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Beth Dickey/Stephanie Schierholz
Headquarters, Washington
202-358-2087/4997
beth.dickey-1@nasa.gov, stephanie.schierholz@nasa.gov

Nancy Neal Jones
Goddard Space Flight Center, Greenbelt, Md.
301-286-0039
nancy.n.jones@nasa.gov

Jan. 10, 2008
 
RELEASE : 08-004
 
 
NASA's Next Moon Mission Spacecraft Undergoing Critical Tests
 
 
GREENBELT, Md. - NASA's next mission to Earth's closest astronomical body is in the midst of integration and testing at NASA's Goddard Space Flight Center in Greenbelt, Md. The Lunar Reconnaissance Orbiter, known as LRO, will spend at least a year mapping the surface of the moon. Data from the orbiter will help NASA select safe landing sites for astronauts, identify lunar resources and study how the moon's environment will affect humans.

Engineers at Goddard are building the orbiter and rigorously testing spacecraft components to ready them for the harsh environment of space. After a component or entire subsystem is qualified, it is integrated into the LRO spacecraft. The core suite of avionics for the orbiter is assembled and undergoing system tests.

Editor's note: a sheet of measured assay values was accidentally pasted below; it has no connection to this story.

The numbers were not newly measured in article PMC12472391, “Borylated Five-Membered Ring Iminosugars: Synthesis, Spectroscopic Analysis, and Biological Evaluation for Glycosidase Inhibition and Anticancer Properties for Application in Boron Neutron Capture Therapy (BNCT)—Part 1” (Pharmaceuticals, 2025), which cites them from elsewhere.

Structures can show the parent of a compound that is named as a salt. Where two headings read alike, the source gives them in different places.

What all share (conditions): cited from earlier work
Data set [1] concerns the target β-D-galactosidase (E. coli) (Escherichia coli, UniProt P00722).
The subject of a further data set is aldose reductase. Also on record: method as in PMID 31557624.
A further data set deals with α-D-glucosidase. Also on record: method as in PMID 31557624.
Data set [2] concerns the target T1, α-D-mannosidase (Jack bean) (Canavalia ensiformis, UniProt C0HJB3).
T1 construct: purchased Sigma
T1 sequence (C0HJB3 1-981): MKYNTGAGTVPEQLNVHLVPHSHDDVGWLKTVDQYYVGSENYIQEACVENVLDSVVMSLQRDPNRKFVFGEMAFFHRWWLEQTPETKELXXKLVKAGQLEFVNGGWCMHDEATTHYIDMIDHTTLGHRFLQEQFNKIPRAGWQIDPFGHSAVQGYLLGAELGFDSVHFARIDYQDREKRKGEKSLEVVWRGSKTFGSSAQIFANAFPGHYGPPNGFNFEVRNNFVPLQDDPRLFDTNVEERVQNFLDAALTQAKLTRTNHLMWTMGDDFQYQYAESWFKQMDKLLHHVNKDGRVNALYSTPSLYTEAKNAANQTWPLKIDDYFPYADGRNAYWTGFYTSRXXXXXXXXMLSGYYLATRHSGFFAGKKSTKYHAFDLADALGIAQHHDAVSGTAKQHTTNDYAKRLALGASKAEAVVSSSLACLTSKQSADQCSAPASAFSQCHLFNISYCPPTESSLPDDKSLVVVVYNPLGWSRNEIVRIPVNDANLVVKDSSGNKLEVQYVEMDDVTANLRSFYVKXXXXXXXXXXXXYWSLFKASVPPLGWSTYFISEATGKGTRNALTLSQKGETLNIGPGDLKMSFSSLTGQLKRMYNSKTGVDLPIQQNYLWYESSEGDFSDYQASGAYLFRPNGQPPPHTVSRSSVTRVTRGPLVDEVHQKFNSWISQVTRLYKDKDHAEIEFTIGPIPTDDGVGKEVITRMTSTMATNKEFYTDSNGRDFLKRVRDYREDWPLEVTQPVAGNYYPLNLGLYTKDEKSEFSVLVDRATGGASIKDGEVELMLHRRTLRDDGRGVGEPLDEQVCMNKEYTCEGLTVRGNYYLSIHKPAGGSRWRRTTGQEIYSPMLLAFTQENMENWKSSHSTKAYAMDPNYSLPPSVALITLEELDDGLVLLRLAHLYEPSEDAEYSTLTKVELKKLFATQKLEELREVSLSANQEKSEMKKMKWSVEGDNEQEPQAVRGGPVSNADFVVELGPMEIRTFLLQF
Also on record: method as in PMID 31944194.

"This is a major milestone for the mission," said Craig Tooley, LRO project manager at Goddard. "Our team has been working nearly around the clock to get us to this point. Reaching this milestone keeps us on the path to sending LRO to the moon later this year."

Various components of the avionics and mechanical subsystem are in the process of going through their qualification program. Six instruments and one technology demonstration aboard the spacecraft will provide important data to enable a safe and productive human return to the moon. The six instruments are scheduled to arrive at Goddard in the coming months for integration.

The spacecraft will ship to NASA's Kennedy Space Center, Fla., in August in preparation for launch. The orbiter and the Lunar Crater Observation and Sensing Satellite will launch aboard an Atlas V rocket in late 2008. The trip to the moon will take approximately four days. The Lunar Reconnaissance Orbiter initially will enter an elliptical orbit, also called the commissioning orbit. Once moved into its final orbit, a circular polar orbit approximately 31 miles above the moon, the spacecraft's instruments will map the lunar surface.

For more information about the Lunar Reconnaissance Orbiter, visit:

http://lro.gsfc.nasa.gov


For more information about NASA's exploration program to the moon and beyond, visit:

http://www.nasa.gov/exploration
 

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